As part of a settlement in 2011, former players were given an extra monthly payment of $124 per season played before 1975, and $108 per season played in subsequent years.

Simpson played six seasons before 1975 (a monthly total of $744) and five seasons after ($540). That’s an additional $1,284.

That adds up to $4,034 a month.

That’s what Simpson would have made if he elected to start taking out his NFL pension at the age of 55. Getting paid that for 108 months in jail would mean O.J. made $435,672.

But if he waited until 65 (he turned 70 in July), he would have collected 2.619 times that, according to the formula. That would make his pension approximately $10,565 a month, and based on 60 months in jail after his 65th birthday, that’s $633,900.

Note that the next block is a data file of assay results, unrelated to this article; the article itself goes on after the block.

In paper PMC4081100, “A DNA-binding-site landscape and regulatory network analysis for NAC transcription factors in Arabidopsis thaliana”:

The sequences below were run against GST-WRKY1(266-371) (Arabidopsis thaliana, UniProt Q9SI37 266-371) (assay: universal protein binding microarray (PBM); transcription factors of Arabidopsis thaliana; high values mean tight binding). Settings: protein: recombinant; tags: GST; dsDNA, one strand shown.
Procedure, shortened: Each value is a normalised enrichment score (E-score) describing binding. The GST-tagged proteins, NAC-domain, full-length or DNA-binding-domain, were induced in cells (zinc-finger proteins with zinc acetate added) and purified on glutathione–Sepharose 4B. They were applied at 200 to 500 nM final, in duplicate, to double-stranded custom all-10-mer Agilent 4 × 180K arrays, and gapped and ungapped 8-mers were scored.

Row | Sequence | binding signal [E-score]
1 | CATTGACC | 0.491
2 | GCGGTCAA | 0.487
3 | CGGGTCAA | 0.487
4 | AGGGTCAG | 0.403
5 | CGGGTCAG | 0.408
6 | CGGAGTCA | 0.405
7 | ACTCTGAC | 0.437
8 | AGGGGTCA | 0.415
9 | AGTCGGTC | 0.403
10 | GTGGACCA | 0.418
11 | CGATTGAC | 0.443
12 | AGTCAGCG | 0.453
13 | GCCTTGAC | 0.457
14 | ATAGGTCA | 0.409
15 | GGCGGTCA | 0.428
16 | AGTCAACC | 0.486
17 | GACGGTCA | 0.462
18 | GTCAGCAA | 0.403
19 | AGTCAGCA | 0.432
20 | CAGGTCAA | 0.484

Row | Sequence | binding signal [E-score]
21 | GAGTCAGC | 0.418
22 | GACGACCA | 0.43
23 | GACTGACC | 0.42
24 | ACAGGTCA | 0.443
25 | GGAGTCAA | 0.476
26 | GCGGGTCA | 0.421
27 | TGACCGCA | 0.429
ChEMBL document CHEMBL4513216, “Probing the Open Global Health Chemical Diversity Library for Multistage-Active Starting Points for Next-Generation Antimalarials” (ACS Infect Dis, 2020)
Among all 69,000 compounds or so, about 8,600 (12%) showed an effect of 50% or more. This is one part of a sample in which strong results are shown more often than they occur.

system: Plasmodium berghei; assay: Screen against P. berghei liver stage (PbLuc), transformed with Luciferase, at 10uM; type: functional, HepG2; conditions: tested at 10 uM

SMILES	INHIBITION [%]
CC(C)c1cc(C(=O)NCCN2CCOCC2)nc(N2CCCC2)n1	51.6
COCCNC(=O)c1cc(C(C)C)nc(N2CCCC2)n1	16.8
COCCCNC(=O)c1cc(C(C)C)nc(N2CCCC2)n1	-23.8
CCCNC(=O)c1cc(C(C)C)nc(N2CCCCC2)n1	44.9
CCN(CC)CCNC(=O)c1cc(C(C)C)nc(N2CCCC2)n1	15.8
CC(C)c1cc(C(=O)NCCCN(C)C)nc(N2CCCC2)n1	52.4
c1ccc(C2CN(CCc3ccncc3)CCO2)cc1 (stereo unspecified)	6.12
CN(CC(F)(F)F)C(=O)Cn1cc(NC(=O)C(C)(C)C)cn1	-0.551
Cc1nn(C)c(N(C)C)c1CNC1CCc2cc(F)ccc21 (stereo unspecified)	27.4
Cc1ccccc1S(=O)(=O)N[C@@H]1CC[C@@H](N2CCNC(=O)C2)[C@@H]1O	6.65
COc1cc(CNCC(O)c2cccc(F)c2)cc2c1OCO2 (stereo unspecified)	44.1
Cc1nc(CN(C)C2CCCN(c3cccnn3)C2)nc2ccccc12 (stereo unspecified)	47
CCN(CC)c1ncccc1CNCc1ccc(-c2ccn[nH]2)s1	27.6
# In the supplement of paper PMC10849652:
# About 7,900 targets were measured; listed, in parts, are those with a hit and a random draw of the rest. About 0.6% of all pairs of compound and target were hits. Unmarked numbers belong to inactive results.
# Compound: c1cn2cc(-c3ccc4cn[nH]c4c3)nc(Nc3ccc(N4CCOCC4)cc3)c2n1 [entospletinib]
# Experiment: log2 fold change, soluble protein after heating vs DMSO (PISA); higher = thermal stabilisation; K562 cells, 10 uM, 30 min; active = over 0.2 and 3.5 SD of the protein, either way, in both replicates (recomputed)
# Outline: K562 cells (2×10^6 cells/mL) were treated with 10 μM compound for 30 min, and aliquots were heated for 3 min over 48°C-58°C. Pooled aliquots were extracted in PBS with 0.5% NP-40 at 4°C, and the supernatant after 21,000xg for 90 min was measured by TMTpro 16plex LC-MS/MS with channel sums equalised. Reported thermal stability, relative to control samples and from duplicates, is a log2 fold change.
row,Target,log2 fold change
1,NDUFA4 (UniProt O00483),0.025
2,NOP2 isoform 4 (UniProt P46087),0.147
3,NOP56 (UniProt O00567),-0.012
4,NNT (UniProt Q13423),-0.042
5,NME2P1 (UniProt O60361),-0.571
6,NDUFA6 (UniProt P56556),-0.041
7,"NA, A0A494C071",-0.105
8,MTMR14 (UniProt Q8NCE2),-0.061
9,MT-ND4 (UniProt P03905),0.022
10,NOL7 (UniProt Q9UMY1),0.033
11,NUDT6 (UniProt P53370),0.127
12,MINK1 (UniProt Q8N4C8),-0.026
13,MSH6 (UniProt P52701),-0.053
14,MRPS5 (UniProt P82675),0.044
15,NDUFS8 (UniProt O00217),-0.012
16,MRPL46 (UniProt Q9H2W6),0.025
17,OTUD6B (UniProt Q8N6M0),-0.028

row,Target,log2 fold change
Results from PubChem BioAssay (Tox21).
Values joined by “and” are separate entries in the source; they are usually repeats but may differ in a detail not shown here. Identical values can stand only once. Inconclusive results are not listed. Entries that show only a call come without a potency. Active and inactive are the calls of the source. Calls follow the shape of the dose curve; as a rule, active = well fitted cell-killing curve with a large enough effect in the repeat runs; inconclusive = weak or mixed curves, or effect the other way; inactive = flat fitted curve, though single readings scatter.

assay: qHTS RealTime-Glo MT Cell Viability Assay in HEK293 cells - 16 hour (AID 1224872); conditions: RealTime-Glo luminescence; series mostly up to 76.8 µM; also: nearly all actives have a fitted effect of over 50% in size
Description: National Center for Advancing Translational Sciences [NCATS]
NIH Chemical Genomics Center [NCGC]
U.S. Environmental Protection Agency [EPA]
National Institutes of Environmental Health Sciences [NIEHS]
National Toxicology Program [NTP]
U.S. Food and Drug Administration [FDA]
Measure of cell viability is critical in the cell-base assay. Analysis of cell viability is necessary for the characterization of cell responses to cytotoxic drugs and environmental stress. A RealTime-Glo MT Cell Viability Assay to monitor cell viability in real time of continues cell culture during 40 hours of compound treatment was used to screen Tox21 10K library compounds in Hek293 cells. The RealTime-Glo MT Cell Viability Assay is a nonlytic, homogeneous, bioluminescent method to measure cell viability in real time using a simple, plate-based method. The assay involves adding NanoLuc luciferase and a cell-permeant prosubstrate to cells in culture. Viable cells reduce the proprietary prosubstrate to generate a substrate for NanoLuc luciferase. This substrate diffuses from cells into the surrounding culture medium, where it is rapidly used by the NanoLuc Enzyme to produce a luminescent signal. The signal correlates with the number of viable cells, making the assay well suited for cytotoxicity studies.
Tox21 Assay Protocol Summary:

Though Simpson’s pension looks great compared to other NFL retirees, he’s in some serious debt. Despite his acquittal during his infamous 1995 murder trial, a civil court ordered him in 1997 to pay a sizable fee to the families of his late ex-wife, Nicole Brown Simpson, and Ronald L. Goldman, in compensatory and punitive damages.

With accrued interest, he owes them $52 million. But, fortunately for Simpson, according to the law, he’s not legally obliged to use his pension to pay that off.

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How Much is NFL Pension?

According to the Mount Laurel-based NFL Alumni group, the NFL’s more than 10,000 retired players or alumni will all receive dramatically increased benefits as part of the new CBA between the owners and players.